On June 6th 1965 an Australian Soldier was gored by a wild elephant while on patrol along the Sabah Border in Borneo, suffering for days and eventually dying alone in the jungle. His name was Paul Harold Denehey, a descendant of Philip Dennehy and Mary Collins, who had left Millstreet in the 1800’s for Australia shortly after they married, settling in Snug, Tasmania.
Con Kelleher of Cloghoulabeg, Millstreet (pictured on extreme left) presented a truly magnificent programme of music, song and poetry at Friday night’s Millstreet Gramophone Circle in Millstreet Day Care Centre. A special word of thanks also to Helen, Mary and Teresa for very kindly donating attractive prizes for our Draw. Next presentation is in September with details being announced later. Here we view just some of the large attendance at the very enjoyable occasion. Click on the image to enlarge. (S.R.)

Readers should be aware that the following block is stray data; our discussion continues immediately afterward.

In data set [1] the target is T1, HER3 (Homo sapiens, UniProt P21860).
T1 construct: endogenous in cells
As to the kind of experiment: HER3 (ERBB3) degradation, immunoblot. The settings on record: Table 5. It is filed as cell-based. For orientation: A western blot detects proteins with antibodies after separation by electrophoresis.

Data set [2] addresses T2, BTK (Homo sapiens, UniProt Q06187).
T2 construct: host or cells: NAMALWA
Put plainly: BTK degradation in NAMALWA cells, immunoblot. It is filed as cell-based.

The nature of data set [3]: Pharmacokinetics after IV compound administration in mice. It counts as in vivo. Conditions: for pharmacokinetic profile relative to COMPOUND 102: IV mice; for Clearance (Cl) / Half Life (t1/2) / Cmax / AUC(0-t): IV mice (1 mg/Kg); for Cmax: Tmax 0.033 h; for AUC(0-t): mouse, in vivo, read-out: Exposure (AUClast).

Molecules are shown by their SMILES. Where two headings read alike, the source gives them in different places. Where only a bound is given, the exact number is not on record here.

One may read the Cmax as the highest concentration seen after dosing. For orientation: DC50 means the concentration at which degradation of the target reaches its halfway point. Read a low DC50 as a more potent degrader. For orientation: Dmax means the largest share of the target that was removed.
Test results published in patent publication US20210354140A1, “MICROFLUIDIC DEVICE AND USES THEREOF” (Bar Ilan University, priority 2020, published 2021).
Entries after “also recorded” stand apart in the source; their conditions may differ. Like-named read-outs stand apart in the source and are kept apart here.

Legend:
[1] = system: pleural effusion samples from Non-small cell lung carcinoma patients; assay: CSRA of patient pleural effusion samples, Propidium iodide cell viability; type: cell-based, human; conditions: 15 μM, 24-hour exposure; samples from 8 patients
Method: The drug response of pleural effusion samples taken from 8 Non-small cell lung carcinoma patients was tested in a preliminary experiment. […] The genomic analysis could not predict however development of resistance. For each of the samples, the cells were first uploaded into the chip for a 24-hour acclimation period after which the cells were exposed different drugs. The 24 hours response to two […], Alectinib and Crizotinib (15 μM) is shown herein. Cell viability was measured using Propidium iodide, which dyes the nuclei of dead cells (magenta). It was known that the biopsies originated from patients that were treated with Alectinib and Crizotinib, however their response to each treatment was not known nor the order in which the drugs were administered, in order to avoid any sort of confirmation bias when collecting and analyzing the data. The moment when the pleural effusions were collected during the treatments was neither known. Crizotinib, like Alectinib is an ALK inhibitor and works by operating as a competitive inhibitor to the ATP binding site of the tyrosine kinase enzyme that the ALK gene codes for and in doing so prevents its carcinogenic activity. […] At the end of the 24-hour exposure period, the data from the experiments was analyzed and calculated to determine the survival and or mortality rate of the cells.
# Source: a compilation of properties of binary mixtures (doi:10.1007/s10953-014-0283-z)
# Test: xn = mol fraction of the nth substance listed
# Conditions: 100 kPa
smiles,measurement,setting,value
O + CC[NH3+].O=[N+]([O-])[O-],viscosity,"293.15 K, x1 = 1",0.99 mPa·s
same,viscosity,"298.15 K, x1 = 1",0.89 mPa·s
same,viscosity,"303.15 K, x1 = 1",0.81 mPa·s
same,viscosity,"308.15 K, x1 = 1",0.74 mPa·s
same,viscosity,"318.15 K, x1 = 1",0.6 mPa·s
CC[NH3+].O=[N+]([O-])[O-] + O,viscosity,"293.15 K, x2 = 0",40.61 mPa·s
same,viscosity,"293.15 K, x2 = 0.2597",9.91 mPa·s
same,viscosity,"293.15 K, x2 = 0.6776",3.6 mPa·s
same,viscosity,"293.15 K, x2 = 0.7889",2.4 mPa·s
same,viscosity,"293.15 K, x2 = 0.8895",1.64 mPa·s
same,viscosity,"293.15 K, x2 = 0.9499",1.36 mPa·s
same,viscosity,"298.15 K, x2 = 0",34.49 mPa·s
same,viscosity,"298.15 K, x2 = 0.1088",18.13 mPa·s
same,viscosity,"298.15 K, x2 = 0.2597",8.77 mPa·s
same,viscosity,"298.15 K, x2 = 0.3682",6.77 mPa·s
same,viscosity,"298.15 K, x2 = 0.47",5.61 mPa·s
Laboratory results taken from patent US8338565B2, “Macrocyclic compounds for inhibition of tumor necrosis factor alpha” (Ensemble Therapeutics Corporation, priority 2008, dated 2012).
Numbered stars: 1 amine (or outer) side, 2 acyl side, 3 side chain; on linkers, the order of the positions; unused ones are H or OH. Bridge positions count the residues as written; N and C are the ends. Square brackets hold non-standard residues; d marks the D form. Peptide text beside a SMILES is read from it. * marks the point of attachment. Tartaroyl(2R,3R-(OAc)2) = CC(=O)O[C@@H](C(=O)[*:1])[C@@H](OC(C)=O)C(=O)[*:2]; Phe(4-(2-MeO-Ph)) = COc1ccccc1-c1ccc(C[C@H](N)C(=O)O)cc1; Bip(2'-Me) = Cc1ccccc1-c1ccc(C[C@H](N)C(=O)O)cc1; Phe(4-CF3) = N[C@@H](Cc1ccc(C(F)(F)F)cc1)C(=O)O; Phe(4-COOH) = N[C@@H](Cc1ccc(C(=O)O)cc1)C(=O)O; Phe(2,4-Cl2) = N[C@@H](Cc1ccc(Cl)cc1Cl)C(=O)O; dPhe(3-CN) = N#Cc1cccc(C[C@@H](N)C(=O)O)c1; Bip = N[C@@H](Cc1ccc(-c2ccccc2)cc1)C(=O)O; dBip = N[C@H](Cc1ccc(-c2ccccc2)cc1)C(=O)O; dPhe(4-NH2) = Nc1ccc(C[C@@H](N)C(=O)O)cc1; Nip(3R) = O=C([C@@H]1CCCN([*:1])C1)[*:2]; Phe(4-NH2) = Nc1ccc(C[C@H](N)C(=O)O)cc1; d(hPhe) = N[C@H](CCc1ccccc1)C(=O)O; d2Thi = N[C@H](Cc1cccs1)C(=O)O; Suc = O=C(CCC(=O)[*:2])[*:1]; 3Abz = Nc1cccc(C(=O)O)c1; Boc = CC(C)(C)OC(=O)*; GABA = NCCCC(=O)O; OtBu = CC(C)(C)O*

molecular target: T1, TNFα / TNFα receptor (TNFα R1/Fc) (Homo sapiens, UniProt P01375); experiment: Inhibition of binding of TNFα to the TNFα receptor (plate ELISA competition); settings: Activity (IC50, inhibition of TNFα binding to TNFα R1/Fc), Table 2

Many thanks to Presenter, John Greene for advance information regarding this evening’s programme on C103 (14th July 2019 – Bastille Day – so very special greetings to all our French Friends) – S.R.
In the early 1950’s residents of the Gaoire near Macroom were offered approximately forty pounds per acre under compulsory purchase of their land.
Compulsory purchase, when enforced, usually allows a public infrastructure to go ahead for the common good. In this instance, construction of the Lee Valley Hydro Electric Scheme was deemed to be for the common good. Electricity at the time was making its way slowly but surely into rural Ireland.
In the second programme on ‘Where the road takes me’, John Greene returns to what was once the village of Annahalla, before being flooded in 1954.
Now a statutory nature reserve and a walker’s paradise, the area was once home to many families, including a future Bishop of Cork and a college president.